Ian McDonnell /
4 September 2018Analysis

Hawaii as a captive domicile: quality, not quantity

The state of Hawaii matched its best year ever since 1986 with its formation and licensure of 30 new captive insurance companies in 2017. Eighty percent (24) of the new captives were pure/single-parent captives; 10 percent (three) were reinsurance-only captives, 6.6 percent (two) were risk retention groups and 3 percent (one) was a sponsored (protected cell) captive.

In keeping with Hawaii’s strong attraction as a domicile for companies in the western states, 46.67 percent (14) of the newly-formed captives were formed by companies located in those states, while 16.67 percent (five) were formed by companies based in the central US. Notably, 36.67 percent of the newly formed captives were formed by parent companies located in Japan. Also consistent with Hawaii’s history of attracting diverse clientele, the new captive owners come from various industries, which include financial services, retail, manufacturing, construction, real estate, healthcare, and transportation. As of December 31, 2017, there were 230 active licensed captive insurance companies domiciled in the state.

Hawaii remains a premier US domicile for captives because, unlike other captives domiciles, Hawaii has a separate and dedicated captive insurance branch within the greater insurance division of the state of Hawaii. This captive insurance branch with its dedicated captive insurance examiners and professionals means the state of Hawaii recognises the unique and dynamic features of captive insurance that require a different approach to regulation than traditional insurance companies.

A dedicated captive insurance branch also means captive insurance companies and their owners can be assured that there are regulators who understand their specific needs and desires and are willing to work in partnership to achieve them. Also, captive owners have consistently indicated that Hawaii is a preferred domicile because of its longevity in the industry, noting that Hawaii’s enabling captive legislation has been on the books since 1986 and its first captive was licensed in 1987.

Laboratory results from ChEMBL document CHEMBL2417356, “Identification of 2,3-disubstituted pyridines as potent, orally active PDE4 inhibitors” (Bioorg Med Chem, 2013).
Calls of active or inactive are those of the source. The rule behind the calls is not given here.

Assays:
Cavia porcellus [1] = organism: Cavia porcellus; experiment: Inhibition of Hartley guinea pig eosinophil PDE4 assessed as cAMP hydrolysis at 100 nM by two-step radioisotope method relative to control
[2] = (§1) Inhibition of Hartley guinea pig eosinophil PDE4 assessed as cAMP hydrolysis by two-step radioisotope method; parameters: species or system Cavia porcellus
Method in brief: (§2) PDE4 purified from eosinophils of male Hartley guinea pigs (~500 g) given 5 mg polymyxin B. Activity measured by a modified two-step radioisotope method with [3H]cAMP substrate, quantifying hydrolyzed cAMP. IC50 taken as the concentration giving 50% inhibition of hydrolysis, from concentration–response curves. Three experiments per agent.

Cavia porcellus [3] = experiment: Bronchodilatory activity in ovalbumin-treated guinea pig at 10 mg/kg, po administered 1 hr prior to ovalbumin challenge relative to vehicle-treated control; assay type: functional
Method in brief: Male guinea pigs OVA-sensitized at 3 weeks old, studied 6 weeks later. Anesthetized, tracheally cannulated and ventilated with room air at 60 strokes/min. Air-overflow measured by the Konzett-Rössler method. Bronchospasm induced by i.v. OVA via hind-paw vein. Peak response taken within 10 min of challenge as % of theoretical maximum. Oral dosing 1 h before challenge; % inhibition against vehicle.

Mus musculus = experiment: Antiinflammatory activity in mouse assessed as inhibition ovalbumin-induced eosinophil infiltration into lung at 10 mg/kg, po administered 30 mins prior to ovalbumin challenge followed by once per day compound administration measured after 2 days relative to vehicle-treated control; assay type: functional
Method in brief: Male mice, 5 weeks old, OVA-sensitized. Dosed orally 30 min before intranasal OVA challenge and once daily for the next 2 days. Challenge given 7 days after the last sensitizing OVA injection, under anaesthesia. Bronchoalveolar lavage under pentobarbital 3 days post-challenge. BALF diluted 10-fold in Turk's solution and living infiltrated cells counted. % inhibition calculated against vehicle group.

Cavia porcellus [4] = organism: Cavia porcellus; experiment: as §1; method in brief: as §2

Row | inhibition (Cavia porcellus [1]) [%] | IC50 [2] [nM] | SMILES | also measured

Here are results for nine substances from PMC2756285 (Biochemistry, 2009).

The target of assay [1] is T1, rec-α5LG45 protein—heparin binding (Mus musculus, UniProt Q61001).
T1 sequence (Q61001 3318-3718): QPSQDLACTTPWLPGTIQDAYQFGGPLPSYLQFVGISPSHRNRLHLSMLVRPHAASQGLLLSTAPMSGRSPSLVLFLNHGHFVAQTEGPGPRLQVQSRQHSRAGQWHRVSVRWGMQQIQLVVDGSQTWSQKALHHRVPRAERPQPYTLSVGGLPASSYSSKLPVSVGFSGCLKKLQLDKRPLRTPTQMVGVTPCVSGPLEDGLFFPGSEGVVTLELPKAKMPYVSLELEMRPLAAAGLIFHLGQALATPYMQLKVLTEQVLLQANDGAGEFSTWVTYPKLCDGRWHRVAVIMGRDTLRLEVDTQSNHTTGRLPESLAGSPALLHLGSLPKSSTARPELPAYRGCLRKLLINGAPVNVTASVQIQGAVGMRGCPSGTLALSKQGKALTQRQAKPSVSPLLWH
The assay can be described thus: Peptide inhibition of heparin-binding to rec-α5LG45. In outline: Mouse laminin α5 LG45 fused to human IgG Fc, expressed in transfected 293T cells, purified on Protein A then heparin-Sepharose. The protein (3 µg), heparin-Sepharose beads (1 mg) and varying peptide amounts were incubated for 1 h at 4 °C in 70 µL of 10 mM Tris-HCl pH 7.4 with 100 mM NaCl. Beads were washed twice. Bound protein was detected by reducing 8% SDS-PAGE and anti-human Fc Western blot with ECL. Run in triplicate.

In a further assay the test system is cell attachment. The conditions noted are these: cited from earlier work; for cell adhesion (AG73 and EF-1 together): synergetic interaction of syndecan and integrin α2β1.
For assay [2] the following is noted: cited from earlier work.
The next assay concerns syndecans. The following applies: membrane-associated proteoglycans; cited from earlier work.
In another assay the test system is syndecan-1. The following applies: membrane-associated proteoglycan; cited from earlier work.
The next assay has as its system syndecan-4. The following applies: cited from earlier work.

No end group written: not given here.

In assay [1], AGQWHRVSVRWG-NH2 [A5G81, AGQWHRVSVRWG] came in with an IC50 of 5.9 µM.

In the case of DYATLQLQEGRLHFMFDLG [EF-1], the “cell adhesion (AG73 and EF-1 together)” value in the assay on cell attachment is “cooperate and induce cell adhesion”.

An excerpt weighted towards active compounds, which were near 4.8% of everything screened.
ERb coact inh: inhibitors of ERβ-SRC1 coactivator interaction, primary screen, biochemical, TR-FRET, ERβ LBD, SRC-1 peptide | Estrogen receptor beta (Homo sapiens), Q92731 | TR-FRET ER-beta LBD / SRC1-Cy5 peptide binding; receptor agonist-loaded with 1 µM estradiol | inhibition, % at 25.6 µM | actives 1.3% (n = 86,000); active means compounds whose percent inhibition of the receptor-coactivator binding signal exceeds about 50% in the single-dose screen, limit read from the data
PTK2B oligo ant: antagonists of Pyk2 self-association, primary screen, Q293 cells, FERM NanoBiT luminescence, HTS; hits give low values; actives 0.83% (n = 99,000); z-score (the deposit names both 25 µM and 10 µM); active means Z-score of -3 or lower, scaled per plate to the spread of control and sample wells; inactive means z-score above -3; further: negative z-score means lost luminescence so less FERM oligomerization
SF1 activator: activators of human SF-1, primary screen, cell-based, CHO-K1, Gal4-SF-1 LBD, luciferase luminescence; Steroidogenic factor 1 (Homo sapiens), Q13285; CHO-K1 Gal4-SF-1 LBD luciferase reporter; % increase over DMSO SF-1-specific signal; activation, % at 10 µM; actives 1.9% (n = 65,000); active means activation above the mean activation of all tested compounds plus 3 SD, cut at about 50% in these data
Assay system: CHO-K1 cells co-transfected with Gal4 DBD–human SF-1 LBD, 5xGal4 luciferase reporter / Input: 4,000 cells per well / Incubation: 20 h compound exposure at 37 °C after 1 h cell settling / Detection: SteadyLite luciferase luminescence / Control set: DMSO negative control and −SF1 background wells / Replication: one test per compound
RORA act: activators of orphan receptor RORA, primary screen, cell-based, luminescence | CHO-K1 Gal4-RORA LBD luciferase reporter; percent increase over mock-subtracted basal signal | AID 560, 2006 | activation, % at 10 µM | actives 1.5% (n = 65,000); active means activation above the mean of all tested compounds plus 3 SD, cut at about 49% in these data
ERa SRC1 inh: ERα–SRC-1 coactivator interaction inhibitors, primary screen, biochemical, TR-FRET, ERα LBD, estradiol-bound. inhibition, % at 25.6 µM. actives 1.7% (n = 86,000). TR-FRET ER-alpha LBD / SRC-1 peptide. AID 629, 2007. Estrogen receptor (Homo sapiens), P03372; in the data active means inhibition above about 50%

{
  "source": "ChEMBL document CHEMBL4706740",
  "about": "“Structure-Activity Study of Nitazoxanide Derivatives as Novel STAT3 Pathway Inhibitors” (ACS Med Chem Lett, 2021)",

Slow and steady growth—with quality, not quantity, being its mantra—has served the state well and continues to be one of the reasons it is consistently on the list of top domiciles for captives.

Hawaii also distinguishes itself in how it views the size and vibrancy of its captives industry. Where other captive domiciles might simply quote the number of licences issued as their measure of success, Hawaii focuses on more meaningful data.

In 2016, Hawaii’s captive insurers: 1) wrote more than $6.22 billion in premiums; 2) had nearly $1.05 billion in assets invested with Hawaii-based financial institutions; and 3) generated approximately $23 million in economic benefits to Hawaii through various taxes and fees, professional services, annual conferences and visitor industry business.

Hawaii was ranked third in the US based upon total premium written, fourth in the US for largest captive domiciles and 11th in the world based on total number of active captive licences.

Looking east

Hawaii is also expanding its reach into a developing captive insurance market in Japan. Through the Hawaii Captive Insurance Council (HCIC), the state captive insurance trade organisation, Hawaii has conducted captive insurance seminars and has fostered deep and meaningful relationships in Japan for nearly 15 years.

In May, the HCIC sponsored its first Japanese captive owners’ summit in Tokyo. Hawaii is strategically located in the middle of the Pacific and maintains deep cultural ties to Japan, making it a natural location for Japanese companies to domicile their captives.

Paul B. Shimomoto is industry liaison and chair of the marketing committee of the Hawaii Captive Insurance Council. He can be contacted at: